The number of teens being admitted to marijuana treatment programs has decreased significantly over the past decade, according to a new report published by the US Centers for Disease Control and Prevention.
The peer-reviewed research report, entitled Trends in Adolescent Treatment Admissions for Marijuana in the United States, 2008-2017, collated data from teen drug treatment programs in every state. Study author Jeremy Mennis, a professor at Temple University, isolated data for adolescents between the ages of 12 and 17 who were admitted to publicly funded substance abuse treatment facilities primarily for cannabis use.
The study reports that adolescent pot treatment admissions actually declined in almost every state over the study period. The average rate of admissions for cannabis dependency issues fell from 60 admissions per 10,000 adolescents in 2008 to 31 per 10,000 in 2017. During this time period, California, Washington, and Oregon all had the highest rates of admissions – but after each of these states legalized adult-use, the rates of teen marijuana treatment admissions dropped significantly.
This trend was also observed in nearly every other state that legalized adult-use during the study period. “Notably... 7 of 8 states with recreational legalization during the study period fall into the class with the steepest level of admissions decline,” Mennis explained. The author did note that “medical legalization status does not appear to correspond to treatment admission trends,” however.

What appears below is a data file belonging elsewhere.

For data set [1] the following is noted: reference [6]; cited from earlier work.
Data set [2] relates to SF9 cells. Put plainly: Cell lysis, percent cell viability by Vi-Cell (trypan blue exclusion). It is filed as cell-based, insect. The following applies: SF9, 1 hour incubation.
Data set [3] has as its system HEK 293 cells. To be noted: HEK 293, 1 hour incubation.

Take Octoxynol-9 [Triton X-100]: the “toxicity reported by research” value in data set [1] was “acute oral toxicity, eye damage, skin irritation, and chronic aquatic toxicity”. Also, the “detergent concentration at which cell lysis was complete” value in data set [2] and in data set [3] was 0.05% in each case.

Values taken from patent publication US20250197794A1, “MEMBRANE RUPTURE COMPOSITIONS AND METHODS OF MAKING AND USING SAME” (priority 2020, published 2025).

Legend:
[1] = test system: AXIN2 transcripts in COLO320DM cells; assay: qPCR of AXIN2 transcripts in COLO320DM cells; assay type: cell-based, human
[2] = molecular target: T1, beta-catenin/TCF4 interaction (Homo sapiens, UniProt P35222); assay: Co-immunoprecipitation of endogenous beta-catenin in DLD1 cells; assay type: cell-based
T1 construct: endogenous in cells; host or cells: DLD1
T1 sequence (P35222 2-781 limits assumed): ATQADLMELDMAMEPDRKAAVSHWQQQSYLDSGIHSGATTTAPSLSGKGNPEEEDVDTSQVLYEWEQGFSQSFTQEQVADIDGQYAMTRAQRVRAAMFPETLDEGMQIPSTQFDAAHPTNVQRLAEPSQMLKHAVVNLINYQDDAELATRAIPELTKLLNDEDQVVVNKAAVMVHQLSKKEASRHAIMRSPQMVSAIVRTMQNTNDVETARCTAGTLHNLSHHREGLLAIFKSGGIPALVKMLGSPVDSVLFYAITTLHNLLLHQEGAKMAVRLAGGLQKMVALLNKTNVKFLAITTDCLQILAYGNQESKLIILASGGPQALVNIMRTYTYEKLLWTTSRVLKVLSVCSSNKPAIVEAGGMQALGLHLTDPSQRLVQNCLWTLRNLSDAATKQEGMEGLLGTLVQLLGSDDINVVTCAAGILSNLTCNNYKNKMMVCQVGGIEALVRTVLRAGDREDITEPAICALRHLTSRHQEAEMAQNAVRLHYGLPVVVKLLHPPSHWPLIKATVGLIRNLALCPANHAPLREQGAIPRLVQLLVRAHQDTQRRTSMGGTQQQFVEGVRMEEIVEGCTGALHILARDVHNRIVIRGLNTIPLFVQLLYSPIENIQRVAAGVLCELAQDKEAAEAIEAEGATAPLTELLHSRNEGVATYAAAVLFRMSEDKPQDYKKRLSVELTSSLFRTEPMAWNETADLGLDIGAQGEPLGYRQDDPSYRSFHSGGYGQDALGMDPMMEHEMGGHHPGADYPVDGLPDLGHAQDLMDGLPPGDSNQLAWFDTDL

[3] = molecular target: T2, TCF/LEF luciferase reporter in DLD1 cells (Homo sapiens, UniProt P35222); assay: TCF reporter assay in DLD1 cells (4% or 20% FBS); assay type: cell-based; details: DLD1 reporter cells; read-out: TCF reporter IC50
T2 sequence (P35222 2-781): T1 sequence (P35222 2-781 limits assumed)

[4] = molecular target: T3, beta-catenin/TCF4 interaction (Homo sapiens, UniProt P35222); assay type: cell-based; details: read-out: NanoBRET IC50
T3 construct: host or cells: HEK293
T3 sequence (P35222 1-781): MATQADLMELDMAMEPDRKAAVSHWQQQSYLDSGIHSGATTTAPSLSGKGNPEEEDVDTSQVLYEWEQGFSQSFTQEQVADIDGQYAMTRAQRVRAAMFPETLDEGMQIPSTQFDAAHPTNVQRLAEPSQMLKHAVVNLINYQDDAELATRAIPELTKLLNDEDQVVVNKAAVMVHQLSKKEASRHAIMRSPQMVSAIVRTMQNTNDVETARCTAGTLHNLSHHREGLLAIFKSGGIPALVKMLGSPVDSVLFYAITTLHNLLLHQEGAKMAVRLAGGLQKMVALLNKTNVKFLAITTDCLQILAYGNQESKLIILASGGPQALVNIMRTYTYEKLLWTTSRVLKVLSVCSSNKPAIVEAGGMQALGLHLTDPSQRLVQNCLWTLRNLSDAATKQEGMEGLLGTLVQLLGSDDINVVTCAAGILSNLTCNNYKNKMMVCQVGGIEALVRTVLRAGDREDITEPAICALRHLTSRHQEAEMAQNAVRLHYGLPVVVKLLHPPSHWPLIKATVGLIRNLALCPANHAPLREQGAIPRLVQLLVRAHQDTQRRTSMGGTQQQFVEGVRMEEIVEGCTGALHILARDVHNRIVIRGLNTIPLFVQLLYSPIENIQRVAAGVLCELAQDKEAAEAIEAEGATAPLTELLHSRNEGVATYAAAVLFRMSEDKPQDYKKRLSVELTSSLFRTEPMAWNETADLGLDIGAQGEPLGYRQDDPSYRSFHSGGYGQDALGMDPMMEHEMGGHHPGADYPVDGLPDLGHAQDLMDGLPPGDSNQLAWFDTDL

The analysis does not offer a concrete explanation as to why admission rates are dropping so quickly in adult-use states. Mennis suggested that “changes in attitudes toward marijuana, as well as differences among states in marijuana use” might explain the change, but other recent studies may offer a more concrete explanation.
Over the past few years, numerous studies have found that rates of teen cannabis use have been declining in states that have legalized adult-use. This data is so clear, in fact, that leaders of federal anti-drug task forces have even been forced to admit that recreational pot legalization has decreased teen toking.
Changes in prohibition laws and law enforcement practices may also explain this drop in admissions. In many states, teens who are caught with weed are forced to enter drug treatment services. In fact, over half of all young people who enter drug treatment programs for marijuana use have been placed into those services by the courts, according to a 2017 study. But in many states where weed is legal, these mandatory treatment laws have been rescinded.
Regardless of the exact explanation, it is abundantly clear that the claim that cannabis legalization will increase teen cannabis use and dependency problems is nothing but a myth.
“These findings add to the growing body of scientific literature showing that legalization policies can be implemented in a manner that provides access for adults while simultaneously limiting youth access and misuse,” said NORML Deputy Director Paul Armentano in a statement.